Two more major companies have pledged to ditch quick chicken

But some are asking if slower-growing birds are really better

Last week, two major companies agreed to phase slower-growing chickens into their supply chains: the fast-casual chain Panera Bread, and Sodexo, one of the world’s largest foodservice providers. Both companies have pledged that, by 2024, they will be in accordance with the Global Animal Partnership’s (GAP) 5-step rating system for chicken, which stipulates the use of breeds that grow no more than 50 grams a day–about 23 percent slower than typical commodity chickens. (The GAP standard also requires other welfare-minded improvements like more living space and access to natural light.)

Panera and Sodexo are following the lead of Whole Foods, which made the first such pledge in March. It’s not the first time the natural grocer has used its clout to shift animal welfare standards, and its actions may be the sign of a coming industry-wide change along the lines of what happened with “cage-free.”

Here’s what makes this more complicated: some consider slower-growing birds to be environmentally unfriendly, pitting welfare considerations against sustainability measures

What’s not to like about conventional, quickly-growing birds? Well, they’ve been bred to put on weight much faster than their bodies can handle, which leads to health problems—heart trouble, broken bones, lameness, and infection, all of which increase the risk of premature death. And pictures of bloated-looking, immobile birds are disturbing enough to rile consumers. In the Netherlands, for instance, the animal rights group Wakker Dier launched ads comparing normal birds to the gargantuan proportions of what they called the “plofkip,”—literally, “exploding chicken.”

The campaign was a massive success: three of the biggest Dutch supermarkets promised to go plofkip-free, the word gained nearly 100 percent name recognition within the country, and was named 2012’s word of the year by the magazine Onze Taal. By going slow-to-grow, companies like Panera and Sodexo may be hoping to get out ahead of a similar outcry in the States.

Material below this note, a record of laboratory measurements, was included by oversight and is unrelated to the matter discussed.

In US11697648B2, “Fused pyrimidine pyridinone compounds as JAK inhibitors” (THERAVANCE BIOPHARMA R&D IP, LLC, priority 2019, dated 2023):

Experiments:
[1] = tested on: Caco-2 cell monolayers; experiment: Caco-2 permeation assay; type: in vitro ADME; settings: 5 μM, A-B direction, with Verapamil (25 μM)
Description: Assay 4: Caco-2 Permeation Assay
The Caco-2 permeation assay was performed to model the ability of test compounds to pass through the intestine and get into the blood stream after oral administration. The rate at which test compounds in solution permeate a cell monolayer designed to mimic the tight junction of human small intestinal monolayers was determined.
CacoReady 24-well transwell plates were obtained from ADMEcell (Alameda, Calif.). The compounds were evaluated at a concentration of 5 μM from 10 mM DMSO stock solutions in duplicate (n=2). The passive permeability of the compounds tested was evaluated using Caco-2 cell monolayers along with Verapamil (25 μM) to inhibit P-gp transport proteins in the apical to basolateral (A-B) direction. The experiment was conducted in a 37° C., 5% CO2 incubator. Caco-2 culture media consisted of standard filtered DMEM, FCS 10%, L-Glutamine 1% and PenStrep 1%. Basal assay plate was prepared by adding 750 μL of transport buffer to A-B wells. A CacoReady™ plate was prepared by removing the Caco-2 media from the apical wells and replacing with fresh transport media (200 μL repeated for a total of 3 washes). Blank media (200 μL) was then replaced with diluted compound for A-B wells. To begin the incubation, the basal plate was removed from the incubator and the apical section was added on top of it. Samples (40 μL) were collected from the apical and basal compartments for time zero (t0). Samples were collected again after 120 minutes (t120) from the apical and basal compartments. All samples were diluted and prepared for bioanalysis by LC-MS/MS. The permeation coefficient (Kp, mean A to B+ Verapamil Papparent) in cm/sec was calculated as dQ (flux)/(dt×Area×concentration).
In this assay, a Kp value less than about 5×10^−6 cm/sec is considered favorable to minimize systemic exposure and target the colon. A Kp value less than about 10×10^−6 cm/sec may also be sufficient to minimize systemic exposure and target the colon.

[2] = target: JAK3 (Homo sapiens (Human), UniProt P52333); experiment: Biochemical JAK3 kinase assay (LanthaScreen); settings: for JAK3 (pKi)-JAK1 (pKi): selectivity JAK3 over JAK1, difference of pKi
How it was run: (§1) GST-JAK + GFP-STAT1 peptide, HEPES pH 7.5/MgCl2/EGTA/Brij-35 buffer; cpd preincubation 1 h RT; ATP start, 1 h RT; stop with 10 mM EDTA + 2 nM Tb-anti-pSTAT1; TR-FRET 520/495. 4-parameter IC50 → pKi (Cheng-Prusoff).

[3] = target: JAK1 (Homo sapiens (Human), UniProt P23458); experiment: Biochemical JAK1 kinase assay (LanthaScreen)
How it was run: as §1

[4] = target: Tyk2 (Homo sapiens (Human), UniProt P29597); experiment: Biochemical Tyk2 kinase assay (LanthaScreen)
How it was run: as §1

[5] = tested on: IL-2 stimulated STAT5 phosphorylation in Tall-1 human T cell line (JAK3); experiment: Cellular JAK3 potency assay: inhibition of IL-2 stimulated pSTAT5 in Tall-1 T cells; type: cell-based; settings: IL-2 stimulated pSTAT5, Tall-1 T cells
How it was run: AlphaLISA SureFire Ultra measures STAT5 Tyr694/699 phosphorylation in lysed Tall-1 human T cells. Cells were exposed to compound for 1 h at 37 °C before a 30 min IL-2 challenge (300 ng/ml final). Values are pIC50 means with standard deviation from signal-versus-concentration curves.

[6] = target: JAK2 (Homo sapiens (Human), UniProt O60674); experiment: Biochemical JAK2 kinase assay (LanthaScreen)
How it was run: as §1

Here’s what makes this more complicated: some consider slower-growing birds to be environmentally unfriendly, pitting welfare considerations against sustainability measures. Anthropocene magazine spells out the basic gist of this argument: if 80 percent of the environmental impact of livestock comes from growing feed, animals that live longer and eat more are worse for the earth. That’s a bit simplistic, though. It’s not that traditional birds are more efficient. They’re just slaughtered sooner. And it’s a stretch to call the status quo “sustainable.” The industry is plagued by mortality problems and quality issues (like “woody breast”) that lead to rampant waste. And sickly birds require routine treatment with human-grade antibiotics. These are issues that can all be greatly mitigated by using slower-growing breeds.

 Still, the point about feed stands. A group of Dutch researchers conclude that slow-growing chickens fare worse according to a variety of environmental metrics, from resource usage to climate impacts. But what about the fact that slower growers tend to need less protein? Can’t we find less-resource-intensive ways to feed them? Maybe. Tweaking the standard chicken diet (less soy, more wheat, maybe some animal fat or fishmeal) may help significantly. The study mentions other possibilities, too, “like human garbage, other waste products, worms and grass,” that need further investigation. The authors also admit a limitation of their study: it considers only chickens in the conventional system. What about birds raised on pasture, who are able to “eat all the living grasses, plants, insects, etcetera, that they can find”? No one actually knows, these scientists concede. More research is necessary. 

Joe Fassler is The Counter's deputy editor. His reporting has been included in The Best American Food Writing and twice nominated for a James Beard Media Award. A 2019 - 2020 Ted Scripps Fellow in Environmental Journalism at the University of Colorado, Boulder, he's the author of two books: a novel, The Sky Was Ours (forthcoming from Penguin Books), and Light the Dark: Creativity, Inspiration, and the Artistic Process.